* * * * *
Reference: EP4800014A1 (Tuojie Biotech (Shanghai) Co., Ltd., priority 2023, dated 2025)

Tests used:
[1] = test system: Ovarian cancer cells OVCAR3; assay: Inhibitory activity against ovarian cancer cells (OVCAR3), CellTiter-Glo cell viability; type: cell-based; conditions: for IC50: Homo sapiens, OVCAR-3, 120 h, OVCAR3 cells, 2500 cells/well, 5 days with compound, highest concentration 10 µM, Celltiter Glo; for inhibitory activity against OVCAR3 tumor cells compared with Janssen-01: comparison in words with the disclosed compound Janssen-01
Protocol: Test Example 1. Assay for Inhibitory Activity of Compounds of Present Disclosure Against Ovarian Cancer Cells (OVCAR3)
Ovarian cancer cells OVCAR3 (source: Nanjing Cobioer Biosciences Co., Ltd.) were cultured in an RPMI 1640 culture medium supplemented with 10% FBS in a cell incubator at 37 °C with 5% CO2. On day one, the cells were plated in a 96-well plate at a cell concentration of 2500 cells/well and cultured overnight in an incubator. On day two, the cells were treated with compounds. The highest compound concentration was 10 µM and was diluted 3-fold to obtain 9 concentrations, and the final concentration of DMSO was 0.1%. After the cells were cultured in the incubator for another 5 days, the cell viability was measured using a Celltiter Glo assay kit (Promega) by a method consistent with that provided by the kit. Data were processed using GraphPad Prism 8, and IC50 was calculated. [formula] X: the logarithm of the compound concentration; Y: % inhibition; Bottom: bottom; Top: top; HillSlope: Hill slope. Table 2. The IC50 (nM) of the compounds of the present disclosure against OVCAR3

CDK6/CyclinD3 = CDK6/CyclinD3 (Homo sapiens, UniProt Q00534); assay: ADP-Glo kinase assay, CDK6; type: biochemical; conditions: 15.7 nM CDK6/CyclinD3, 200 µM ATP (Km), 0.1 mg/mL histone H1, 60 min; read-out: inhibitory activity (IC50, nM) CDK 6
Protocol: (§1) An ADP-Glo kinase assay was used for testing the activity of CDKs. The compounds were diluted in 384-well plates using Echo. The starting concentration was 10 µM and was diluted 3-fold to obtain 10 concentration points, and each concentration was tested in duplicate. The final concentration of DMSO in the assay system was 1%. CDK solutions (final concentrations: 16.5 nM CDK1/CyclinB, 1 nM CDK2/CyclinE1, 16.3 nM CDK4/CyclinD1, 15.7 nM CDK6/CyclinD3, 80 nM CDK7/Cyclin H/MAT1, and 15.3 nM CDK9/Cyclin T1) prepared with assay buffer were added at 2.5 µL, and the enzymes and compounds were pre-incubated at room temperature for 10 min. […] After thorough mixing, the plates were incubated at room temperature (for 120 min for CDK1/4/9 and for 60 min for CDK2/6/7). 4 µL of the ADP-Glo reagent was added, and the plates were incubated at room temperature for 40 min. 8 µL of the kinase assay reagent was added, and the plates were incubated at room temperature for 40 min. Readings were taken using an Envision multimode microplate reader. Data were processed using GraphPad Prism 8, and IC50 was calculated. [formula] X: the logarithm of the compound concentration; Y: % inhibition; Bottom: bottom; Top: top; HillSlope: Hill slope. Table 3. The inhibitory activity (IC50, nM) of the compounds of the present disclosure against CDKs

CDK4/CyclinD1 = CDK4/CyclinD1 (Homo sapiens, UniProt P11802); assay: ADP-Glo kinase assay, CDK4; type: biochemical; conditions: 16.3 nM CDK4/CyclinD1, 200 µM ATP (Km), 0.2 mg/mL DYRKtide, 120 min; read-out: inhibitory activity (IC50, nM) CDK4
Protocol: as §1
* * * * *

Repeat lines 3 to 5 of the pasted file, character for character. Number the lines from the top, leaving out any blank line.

[1] = test system: Ovarian cancer cells OVCAR3; assay: Inhibitory activity against ovarian cancer cells (OVCAR3), CellTiter-Glo cell viability; type: cell-based; conditions: for IC50: Homo sapiens, OVCAR-3, 120 h, OVCAR3 cells, 2500 cells/well, 5 days with compound, highest concentration 10 µM, Celltiter Glo; for inhibitory activity against OVCAR3 tumor cells compared with Janssen-01: comparison in words with the disclosed compound Janssen-01
Protocol: Test Example 1. Assay for Inhibitory Activity of Compounds of Present Disclosure Against Ovarian Cancer Cells (OVCAR3)
Ovarian cancer cells OVCAR3 (source: Nanjing Cobioer Biosciences Co., Ltd.) were cultured in an RPMI 1640 culture medium supplemented with 10% FBS in a cell incubator at 37 °C with 5% CO2. On day one, the cells were plated in a 96-well plate at a cell concentration of 2500 cells/well and cultured overnight in an incubator. On day two, the cells were treated with compounds. The highest compound concentration was 10 µM and was diluted 3-fold to obtain 9 concentrations, and the final concentration of DMSO was 0.1%. After the cells were cultured in the incubator for another 5 days, the cell viability was measured using a Celltiter Glo assay kit (Promega) by a method consistent with that provided by the kit. Data were processed using GraphPad Prism 8, and IC50 was calculated. [formula] X: the logarithm of the compound concentration; Y: % inhibition; Bottom: bottom; Top: top; HillSlope: Hill slope. Table 2. The IC50 (nM) of the compounds of the present disclosure against OVCAR3